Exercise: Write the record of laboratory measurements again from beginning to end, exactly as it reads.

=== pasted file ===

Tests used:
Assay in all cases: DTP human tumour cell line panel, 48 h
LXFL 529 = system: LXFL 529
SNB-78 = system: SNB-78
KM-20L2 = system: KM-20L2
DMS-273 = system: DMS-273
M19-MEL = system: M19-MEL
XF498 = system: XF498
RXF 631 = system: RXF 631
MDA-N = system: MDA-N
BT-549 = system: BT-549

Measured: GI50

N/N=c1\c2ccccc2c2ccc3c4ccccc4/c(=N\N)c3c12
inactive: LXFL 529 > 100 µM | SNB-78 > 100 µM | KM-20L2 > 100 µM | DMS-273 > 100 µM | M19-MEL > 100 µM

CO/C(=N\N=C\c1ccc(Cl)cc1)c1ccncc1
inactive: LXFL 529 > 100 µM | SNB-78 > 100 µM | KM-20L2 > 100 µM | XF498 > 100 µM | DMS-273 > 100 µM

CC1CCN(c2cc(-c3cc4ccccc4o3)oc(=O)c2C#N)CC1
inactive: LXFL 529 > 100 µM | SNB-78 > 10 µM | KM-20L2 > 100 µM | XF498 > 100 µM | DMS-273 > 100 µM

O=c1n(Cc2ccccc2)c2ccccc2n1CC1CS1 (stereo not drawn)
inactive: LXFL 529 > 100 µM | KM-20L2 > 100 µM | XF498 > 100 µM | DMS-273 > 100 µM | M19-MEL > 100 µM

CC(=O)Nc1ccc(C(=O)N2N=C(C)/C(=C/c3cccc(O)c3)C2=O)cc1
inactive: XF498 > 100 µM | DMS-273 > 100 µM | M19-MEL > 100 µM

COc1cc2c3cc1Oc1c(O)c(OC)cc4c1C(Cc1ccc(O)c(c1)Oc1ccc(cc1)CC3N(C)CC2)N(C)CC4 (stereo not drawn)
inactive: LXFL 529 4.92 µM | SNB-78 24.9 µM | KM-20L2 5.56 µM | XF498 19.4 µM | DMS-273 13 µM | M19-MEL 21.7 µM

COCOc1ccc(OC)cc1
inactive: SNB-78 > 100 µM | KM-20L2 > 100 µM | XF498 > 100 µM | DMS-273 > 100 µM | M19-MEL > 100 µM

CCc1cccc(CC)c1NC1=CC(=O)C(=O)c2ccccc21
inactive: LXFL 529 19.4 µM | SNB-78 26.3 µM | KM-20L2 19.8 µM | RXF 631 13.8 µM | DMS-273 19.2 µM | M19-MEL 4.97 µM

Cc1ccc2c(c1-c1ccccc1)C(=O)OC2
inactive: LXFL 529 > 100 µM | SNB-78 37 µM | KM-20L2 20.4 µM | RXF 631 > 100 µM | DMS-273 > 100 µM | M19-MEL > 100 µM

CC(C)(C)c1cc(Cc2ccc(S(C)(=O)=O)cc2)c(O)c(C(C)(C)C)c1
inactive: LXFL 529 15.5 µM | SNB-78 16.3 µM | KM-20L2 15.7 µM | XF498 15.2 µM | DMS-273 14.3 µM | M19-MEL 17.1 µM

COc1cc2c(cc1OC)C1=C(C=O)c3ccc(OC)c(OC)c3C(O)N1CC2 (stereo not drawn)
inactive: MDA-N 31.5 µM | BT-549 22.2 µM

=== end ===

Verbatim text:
Tests used:
Assay in all cases: DTP human tumour cell line panel, 48 h
LXFL 529 = system: LXFL 529
SNB-78 = system: SNB-78
KM-20L2 = system: KM-20L2
DMS-273 = system: DMS-273
M19-MEL = system: M19-MEL
XF498 = system: XF498
RXF 631 = system: RXF 631
MDA-N = system: MDA-N
BT-549 = system: BT-549

Measured: GI50

N/N=c1\c2ccccc2c2ccc3c4ccccc4/c(=N\N)c3c12
inactive: LXFL 529 > 100 µM | SNB-78 > 100 µM | KM-20L2 > 100 µM | DMS-273 > 100 µM | M19-MEL > 100 µM

CO/C(=N\N=C\c1ccc(Cl)cc1)c1ccncc1
inactive: LXFL 529 > 100 µM | SNB-78 > 100 µM | KM-20L2 > 100 µM | XF498 > 100 µM | DMS-273 > 100 µM

CC1CCN(c2cc(-c3cc4ccccc4o3)oc(=O)c2C#N)CC1
inactive: LXFL 529 > 100 µM | SNB-78 > 10 µM | KM-20L2 > 100 µM | XF498 > 100 µM | DMS-273 > 100 µM

O=c1n(Cc2ccccc2)c2ccccc2n1CC1CS1 (stereo not drawn)
inactive: LXFL 529 > 100 µM | KM-20L2 > 100 µM | XF498 > 100 µM | DMS-273 > 100 µM | M19-MEL > 100 µM

CC(=O)Nc1ccc(C(=O)N2N=C(C)/C(=C/c3cccc(O)c3)C2=O)cc1
inactive: XF498 > 100 µM | DMS-273 > 100 µM | M19-MEL > 100 µM

COc1cc2c3cc1Oc1c(O)c(OC)cc4c1C(Cc1ccc(O)c(c1)Oc1ccc(cc1)CC3N(C)CC2)N(C)CC4 (stereo not drawn)
inactive: LXFL 529 4.92 µM | SNB-78 24.9 µM | KM-20L2 5.56 µM | XF498 19.4 µM | DMS-273 13 µM | M19-MEL 21.7 µM

COCOc1ccc(OC)cc1
inactive: SNB-78 > 100 µM | KM-20L2 > 100 µM | XF498 > 100 µM | DMS-273 > 100 µM | M19-MEL > 100 µM

CCc1cccc(CC)c1NC1=CC(=O)C(=O)c2ccccc21
inactive: LXFL 529 19.4 µM | SNB-78 26.3 µM | KM-20L2 19.8 µM | RXF 631 13.8 µM | DMS-273 19.2 µM | M19-MEL 4.97 µM

Cc1ccc2c(c1-c1ccccc1)C(=O)OC2
inactive: LXFL 529 > 100 µM | SNB-78 37 µM | KM-20L2 20.4 µM | RXF 631 > 100 µM | DMS-273 > 100 µM | M19-MEL > 100 µM

CC(C)(C)c1cc(Cc2ccc(S(C)(=O)=O)cc2)c(O)c(C(C)(C)C)c1
inactive: LXFL 529 15.5 µM | SNB-78 16.3 µM | KM-20L2 15.7 µM | XF498 15.2 µM | DMS-273 14.3 µM | M19-MEL 17.1 µM

COc1cc2c(cc1OC)C1=C(C=O)c3ccc(OC)c(OC)c3C(O)N1CC2 (stereo not drawn)
inactive: MDA-N 31.5 µM | BT-549 22.2 µM